Crystal Díaz explains how PRoduce provides Puerto Ricans with new pr

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Crystal Díaz’s Grocery Delivery App Produce strives to revive Puerto Rico’s agricultural sector and recover its eating habits. Although the island has a tropical climate where crops can grow year-round, natural disasters and economic crises have all taken their toll, and now Puerto Rico imports 85% of its food. (Additionally, a 1920 law requiring all imports to go through American-owned, crewed ships is contributing to the price hike.), and other products not typically sold in island grocery stores, which in 2014 boasted the most Walmart-owned supermarkets per square mile in the world. Their app now has nearly 70,000 users and even delivers. Díaz, who worked in the media before earning a master’s degree in food technology, also directs The pretextthe island’s first “culinary farm lodge”.

The PRoduce app does more than just make it easier to redeem groceries for cash. After Tropical Storm Isaias hit in 2020, it saved 10,000 plantains before they went to waste. Can you talk about the evolution of the application?

Almost 35% of the food produced in the world is wasted. So our problem is not food production, it’s food distribution. PRoduce was born with this romantic idea of ​​connecting small producers to consumers, but we realized that we had also created a logistics company.[The plantains] served as a case study of how we can replicate this with other products, and it doesn’t have to be an emergency. In November, this farmer called and said, “We’re going to have 3,000 heads of cauliflower a week starting next month.” We created a cauliflower challenge on social media, and I called up my chef friends and said, “Can you add a cauliflower dish to your menu? Also, can you share a cauliflower recipe so people can make something at home? » Cauliflower sold weekly.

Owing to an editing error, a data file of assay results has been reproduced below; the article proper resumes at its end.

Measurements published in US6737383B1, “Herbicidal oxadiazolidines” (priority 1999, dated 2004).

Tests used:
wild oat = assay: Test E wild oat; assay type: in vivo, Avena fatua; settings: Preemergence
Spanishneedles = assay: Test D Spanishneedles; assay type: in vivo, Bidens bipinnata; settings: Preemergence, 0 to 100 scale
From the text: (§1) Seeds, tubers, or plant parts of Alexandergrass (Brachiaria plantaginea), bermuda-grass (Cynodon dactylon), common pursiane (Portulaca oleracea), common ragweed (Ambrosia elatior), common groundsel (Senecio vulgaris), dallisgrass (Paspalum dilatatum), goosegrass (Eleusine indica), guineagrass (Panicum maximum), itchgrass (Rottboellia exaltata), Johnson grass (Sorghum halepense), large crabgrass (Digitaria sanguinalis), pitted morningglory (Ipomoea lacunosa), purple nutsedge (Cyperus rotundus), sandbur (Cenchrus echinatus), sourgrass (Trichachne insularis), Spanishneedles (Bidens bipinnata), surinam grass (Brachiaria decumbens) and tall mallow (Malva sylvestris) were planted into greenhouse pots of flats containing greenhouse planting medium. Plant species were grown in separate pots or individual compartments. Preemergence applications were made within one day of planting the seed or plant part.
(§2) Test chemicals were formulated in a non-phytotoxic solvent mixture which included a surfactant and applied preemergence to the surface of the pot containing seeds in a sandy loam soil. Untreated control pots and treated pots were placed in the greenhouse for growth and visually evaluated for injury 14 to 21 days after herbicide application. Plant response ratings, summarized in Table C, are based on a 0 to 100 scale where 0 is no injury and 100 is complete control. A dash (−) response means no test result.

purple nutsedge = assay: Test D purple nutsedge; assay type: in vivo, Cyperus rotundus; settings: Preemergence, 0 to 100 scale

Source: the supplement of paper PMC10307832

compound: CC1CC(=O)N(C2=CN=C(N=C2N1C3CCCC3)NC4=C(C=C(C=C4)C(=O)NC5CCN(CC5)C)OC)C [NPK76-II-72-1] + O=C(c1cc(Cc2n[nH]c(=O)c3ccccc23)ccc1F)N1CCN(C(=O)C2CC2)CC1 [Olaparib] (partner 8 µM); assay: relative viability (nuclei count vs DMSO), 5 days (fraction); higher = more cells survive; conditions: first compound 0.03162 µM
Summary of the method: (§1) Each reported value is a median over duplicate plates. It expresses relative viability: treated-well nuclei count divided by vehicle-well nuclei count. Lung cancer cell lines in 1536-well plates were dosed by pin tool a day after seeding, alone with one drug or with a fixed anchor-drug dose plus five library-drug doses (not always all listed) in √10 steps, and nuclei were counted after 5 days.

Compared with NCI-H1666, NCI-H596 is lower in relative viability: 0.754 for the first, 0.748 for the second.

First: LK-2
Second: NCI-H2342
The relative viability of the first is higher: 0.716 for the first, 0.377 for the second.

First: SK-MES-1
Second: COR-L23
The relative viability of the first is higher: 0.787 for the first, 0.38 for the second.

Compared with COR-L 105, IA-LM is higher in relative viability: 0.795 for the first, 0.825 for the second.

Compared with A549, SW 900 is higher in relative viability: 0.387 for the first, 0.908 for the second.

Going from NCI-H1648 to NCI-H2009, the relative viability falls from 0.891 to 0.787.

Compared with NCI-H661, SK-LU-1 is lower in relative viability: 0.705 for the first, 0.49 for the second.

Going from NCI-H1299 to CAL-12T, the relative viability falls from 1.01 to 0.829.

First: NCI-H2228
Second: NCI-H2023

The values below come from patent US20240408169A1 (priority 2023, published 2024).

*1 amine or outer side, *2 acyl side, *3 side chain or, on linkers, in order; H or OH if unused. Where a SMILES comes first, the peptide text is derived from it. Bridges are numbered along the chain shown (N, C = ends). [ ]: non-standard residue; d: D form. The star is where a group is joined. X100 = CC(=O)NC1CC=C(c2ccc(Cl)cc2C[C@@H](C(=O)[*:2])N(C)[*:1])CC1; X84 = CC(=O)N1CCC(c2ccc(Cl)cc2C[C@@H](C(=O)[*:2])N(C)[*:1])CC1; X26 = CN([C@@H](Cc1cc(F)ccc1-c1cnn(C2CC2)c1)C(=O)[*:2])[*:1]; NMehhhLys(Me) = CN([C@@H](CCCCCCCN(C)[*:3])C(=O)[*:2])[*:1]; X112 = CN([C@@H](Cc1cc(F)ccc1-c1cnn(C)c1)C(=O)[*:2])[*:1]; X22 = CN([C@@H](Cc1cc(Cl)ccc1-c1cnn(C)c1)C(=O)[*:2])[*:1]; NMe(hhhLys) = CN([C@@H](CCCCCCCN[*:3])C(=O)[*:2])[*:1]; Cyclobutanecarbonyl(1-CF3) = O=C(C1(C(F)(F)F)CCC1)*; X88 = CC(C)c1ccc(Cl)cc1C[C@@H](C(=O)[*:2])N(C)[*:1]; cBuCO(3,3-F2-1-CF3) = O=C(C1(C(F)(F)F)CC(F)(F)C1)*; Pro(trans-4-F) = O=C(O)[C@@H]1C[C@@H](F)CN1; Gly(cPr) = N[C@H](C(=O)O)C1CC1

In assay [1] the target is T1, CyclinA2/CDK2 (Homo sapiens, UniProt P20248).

PRoduce offers the widest variety of local food products in Puerto Rico. It is also the first application that delivers anywhere, all over the island. Why is it important to do both?

Literally anywhere. We deliver to the fanciest penthouse and the most remote farmhouse. At the bed and breakfast I own in the mountains in Cayey, I wanted the food to be 100% local. Before the app, that meant making seven visits to farms, cheese shops and farmers’ markets to source ingredients. This also happened with many other chefs. We have lost our connection with the people who produce our food. We need to change consumer behavior, teach [consumers] why it’s important to support local producers, not only so they can make a good living, but also because it’s more nutritious to eat food harvested a few days ago instead of something that passed three weeks on a boat.

Puerto Rico once had an abundance of food plants – in 1930 it had about 500 species, among the most numerous on the planet. Can the island return to this level?

Puerto Rico lacks data that can help farmers decide what to grow, how much, and at what cost. My next project is a food production index for the island. This will help farmers and chefs understand that if 50,000 heads of cauliflower are sold each month in Puerto Rico, but there are only two farmers on the island growing 5,000 heads, that is a opportunity for 45,000 heads of cauliflower. There are things we will never produce here, like garlic. But my dream is that farmers come to us and ask us, “What should we grow?

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